And that’s gonna be the spirit of our podcast, this episode. In thinking about then, what we should be celebrating this year, I’d like to avoid the obvious elements of Israel’s story that we’re justifiably proud of. You know, we can make a list all the things that appear in various institutional biennials, and I’m sure the GA will speak about it and they’re right, all the technology and the immigration. It’s true. No matter what’s going on, the cup truly is half full and it pays to remember that. It does pay to remember that.
But I don’t wanna talk about part of the cup that’s half full. I wanna find and see, Yossi, if we could find a blessing, a silver lining, precisely in the difficulty that we’re engaged with right now. 2023, right now, in the real raw reality of what we’re experiencing, what are the hidden blessings that this crisis has created? What should we, all of us, especially, or including those of us protesting on the streets, what should we be celebrating?
So that’s the spirit of this one and my friends around the world, please join us, because as I said so profoundly, 75-year anniversaries don’t come along every year.
So Yossi, you start, start us off. Dig deep into your soul. And I know very often it’s been a dark time for you. I think darker than for me. But we’re not gonna talk about the dark time and we’re not gonna talk about the legitimacy or illegitimacy of the government. Give us your blessing, Yossi. What’s the blessing and silver lining that you see?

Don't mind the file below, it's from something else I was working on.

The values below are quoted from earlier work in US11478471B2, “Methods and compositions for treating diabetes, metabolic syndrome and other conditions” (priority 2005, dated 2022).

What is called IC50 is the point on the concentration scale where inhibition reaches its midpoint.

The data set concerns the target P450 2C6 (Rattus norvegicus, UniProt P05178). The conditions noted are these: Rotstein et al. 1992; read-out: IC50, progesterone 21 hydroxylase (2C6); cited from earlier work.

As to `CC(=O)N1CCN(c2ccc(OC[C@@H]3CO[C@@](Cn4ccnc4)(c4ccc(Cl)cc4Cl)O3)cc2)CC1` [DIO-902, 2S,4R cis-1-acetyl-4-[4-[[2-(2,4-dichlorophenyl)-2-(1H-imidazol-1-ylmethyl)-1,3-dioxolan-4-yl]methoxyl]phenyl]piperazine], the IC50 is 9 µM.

Yossi: So where I’m at emotionally is that I can do about half a day of Yom Haatzmaut, but I will try.
Donniel: Oh, Yossi, Yossi.
Yossi: But I will try, I will, I will try to rise half to the occasion, Donniel.
Donniel: OKay, I’ll, I’ll, take that, and you know, the other half you’ll do on another on someone else’s podcast, not on yours.
Yossi: So here’s the thing. When you look at these last months, there are two related points that I find extraordinary. The first is that Israel has an unbelievably vibrant citizenry. Each of us feels personally responsible for the fate of Israel. And we act as if we alone are carrying that burden.
If you look at the intensity of the debate on both sides and here I’m really for a moment, I’m suspending, just for a moment, suspending my partisanship here and and looking with neutral awe or at the capacity of Israelis, from whatever perspective, to defend their country. That same passion and commitment with which Israelis go to war to defend against an external enemy, we are applying to our internal debate.